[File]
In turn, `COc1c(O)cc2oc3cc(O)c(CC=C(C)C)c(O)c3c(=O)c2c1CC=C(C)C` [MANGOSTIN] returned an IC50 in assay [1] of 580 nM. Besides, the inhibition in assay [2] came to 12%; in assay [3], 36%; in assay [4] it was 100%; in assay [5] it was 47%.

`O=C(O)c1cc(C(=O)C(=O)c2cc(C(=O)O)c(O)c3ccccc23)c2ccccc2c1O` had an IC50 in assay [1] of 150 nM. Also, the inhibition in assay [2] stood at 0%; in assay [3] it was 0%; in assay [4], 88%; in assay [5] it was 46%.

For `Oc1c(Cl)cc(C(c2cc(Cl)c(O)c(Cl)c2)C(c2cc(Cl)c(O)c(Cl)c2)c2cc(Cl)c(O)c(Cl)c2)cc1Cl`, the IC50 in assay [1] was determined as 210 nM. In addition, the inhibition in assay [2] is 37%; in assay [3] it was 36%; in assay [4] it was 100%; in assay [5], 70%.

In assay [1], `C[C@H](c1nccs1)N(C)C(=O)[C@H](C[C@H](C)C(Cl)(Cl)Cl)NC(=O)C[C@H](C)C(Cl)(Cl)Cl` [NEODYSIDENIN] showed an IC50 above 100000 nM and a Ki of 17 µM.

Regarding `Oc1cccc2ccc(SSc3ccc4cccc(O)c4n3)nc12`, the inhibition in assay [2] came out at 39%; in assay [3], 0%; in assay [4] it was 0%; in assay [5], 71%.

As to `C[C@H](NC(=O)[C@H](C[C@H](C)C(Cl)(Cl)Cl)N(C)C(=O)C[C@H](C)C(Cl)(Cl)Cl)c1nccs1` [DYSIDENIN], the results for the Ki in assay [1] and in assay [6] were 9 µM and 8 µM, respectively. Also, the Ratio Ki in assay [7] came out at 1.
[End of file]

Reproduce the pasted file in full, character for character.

In turn, `COc1c(O)cc2oc3cc(O)c(CC=C(C)C)c(O)c3c(=O)c2c1CC=C(C)C` [MANGOSTIN] returned an IC50 in assay [1] of 580 nM. Besides, the inhibition in assay [2] came to 12%; in assay [3], 36%; in assay [4] it was 100%; in assay [5] it was 47%.

`O=C(O)c1cc(C(=O)C(=O)c2cc(C(=O)O)c(O)c3ccccc23)c2ccccc2c1O` had an IC50 in assay [1] of 150 nM. Also, the inhibition in assay [2] stood at 0%; in assay [3] it was 0%; in assay [4], 88%; in assay [5] it was 46%.

For `Oc1c(Cl)cc(C(c2cc(Cl)c(O)c(Cl)c2)C(c2cc(Cl)c(O)c(Cl)c2)c2cc(Cl)c(O)c(Cl)c2)cc1Cl`, the IC50 in assay [1] was determined as 210 nM. In addition, the inhibition in assay [2] is 37%; in assay [3] it was 36%; in assay [4] it was 100%; in assay [5], 70%.

In assay [1], `C[C@H](c1nccs1)N(C)C(=O)[C@H](C[C@H](C)C(Cl)(Cl)Cl)NC(=O)C[C@H](C)C(Cl)(Cl)Cl` [NEODYSIDENIN] showed an IC50 above 100000 nM and a Ki of 17 µM.

Regarding `Oc1cccc2ccc(SSc3ccc4cccc(O)c4n3)nc12`, the inhibition in assay [2] came out at 39%; in assay [3], 0%; in assay [4] it was 0%; in assay [5], 71%.

As to `C[C@H](NC(=O)[C@H](C[C@H](C)C(Cl)(Cl)Cl)N(C)C(=O)C[C@H](C)C(Cl)(Cl)Cl)c1nccs1` [DYSIDENIN], the results for the Ki in assay [1] and in assay [6] were 9 µM and 8 µM, respectively. Also, the Ratio Ki in assay [7] came out at 1.